Minor data breaches will often not provide an attacker or criminal with enough information to go on and do real damage. After all, just having an email address doesn’t get them access to your account (unless your password is “Password123” of course…”), and security teams have layered approaches to getting access to your account, like two-factor authentication.
However, with a little more digging on the open internet criminals will probably find more information like your full name and other personal details (maybe even your dog’s name) for instance. After this careful harvesting of information (it will be done on a large scale), they will often have enough to start to attack your account, be it personal or business. A recent attack on Twitter targeted Twitter engineers who had access to back-end systems as a way of negating all of the security measures in place, including two factor authentication.
Once that is done, it is a very short step to gaining access to your account, your boss’s account, or even a vendor account, and then start to scam you into shipping goods, transferring money or even sharing company sensitive data.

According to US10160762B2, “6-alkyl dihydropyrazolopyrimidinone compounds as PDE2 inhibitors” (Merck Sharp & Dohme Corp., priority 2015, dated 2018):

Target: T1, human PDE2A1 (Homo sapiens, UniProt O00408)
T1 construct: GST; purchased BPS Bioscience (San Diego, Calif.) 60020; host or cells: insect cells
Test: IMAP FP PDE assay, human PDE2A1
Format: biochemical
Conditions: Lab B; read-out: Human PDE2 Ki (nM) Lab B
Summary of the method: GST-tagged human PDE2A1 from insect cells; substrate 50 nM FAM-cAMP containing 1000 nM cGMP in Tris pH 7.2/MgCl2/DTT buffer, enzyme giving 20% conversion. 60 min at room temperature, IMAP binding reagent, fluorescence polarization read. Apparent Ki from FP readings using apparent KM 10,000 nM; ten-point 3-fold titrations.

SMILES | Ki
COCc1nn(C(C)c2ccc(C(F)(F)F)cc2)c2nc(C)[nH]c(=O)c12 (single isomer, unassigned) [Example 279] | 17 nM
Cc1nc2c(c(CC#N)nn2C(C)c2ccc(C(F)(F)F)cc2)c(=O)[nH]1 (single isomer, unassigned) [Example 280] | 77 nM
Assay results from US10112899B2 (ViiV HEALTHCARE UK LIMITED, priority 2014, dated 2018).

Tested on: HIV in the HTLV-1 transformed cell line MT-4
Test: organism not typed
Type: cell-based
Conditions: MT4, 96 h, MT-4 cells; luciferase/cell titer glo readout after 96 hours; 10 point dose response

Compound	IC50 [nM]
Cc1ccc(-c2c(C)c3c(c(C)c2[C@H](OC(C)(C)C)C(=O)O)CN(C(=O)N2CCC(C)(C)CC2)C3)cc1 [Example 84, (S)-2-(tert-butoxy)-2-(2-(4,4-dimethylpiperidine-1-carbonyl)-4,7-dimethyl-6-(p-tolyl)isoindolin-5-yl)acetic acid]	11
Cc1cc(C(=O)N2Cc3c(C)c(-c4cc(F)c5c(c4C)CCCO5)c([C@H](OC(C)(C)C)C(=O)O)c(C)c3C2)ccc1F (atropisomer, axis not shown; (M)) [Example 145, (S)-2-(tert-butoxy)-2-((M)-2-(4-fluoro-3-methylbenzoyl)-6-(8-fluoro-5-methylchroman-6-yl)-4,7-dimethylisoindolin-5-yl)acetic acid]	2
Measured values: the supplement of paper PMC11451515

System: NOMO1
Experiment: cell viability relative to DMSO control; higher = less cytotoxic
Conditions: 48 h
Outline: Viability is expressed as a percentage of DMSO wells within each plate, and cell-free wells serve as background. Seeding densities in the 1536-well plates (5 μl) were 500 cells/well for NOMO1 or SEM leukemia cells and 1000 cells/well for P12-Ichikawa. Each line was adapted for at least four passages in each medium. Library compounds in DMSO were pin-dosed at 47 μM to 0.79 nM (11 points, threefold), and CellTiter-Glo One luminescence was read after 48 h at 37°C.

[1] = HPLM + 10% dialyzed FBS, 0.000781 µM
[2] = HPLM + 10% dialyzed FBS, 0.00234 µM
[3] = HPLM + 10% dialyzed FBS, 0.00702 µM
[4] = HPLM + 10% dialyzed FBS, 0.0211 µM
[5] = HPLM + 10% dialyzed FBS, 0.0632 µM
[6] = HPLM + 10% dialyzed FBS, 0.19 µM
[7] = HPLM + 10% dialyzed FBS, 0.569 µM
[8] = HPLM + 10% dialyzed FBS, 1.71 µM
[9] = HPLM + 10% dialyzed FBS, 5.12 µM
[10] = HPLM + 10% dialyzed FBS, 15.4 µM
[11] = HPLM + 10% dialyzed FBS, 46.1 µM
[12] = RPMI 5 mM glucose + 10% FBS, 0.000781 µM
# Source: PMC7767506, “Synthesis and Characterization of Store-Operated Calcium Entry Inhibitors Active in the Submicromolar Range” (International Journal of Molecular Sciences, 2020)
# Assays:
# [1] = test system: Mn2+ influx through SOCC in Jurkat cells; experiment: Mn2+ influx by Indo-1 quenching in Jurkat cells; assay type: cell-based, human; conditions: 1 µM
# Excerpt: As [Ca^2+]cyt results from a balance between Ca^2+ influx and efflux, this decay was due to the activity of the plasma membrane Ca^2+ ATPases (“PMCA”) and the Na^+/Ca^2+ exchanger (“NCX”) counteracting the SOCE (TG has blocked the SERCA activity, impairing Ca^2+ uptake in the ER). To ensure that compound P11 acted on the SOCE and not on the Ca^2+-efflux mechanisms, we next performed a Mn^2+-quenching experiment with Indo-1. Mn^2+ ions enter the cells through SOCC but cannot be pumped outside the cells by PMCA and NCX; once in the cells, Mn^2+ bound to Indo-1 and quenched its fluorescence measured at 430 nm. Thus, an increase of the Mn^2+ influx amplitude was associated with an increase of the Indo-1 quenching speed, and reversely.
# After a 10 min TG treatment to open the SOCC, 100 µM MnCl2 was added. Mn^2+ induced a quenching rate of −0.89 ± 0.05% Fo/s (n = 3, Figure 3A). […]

Any breach of data, no matter how small, should be reported immediately to the IT security/Helpdesk so that measures can be taken to minimise the fallout. A false alarm is far more preferable to finding out an account has been compromised months later.
The Cybersecurity and Infrastructure Security Agency (CISA) released a Telework Essentials Toolkit to help companies improve their cybersecurity when the majority of staff are working from home.
The CISA is a US based governmental agency charged with working with the public and government to help build more security into the country, now and for the future. With such a vision you would expect the advice it issues to be very substantial and potentially ground-breaking. Not so actually; here are their top three tips for homeworkers, all of which are completely relevant to everyone reading this:
Stepping away from your computer for a brew? Then you know you need to lock your computer screen to stop prying eyes and nosy fingers from wreaking havoc in your absence. Did you know there are shortcuts to locking your screen? As usual with computers there is more than one way of doing this, but there are the simplest and easiest.
Press the Windows Logo + L Keys at the same time on the keyboard of your computer to immediately lock the current screen and take you to the Login screen.
If you’re using a Mac that’s running macOS Catalina, go to the Apple menu, click Lock Screen or press Command+Control+Q. This will lock your Mac and return you to the Login screen.
If you are on an older version of the operating system, press Control+Shift+Power button (or Control+Shift+Eject if your Mac has a DVD drive).
The simple things in life can often be the most satisfying!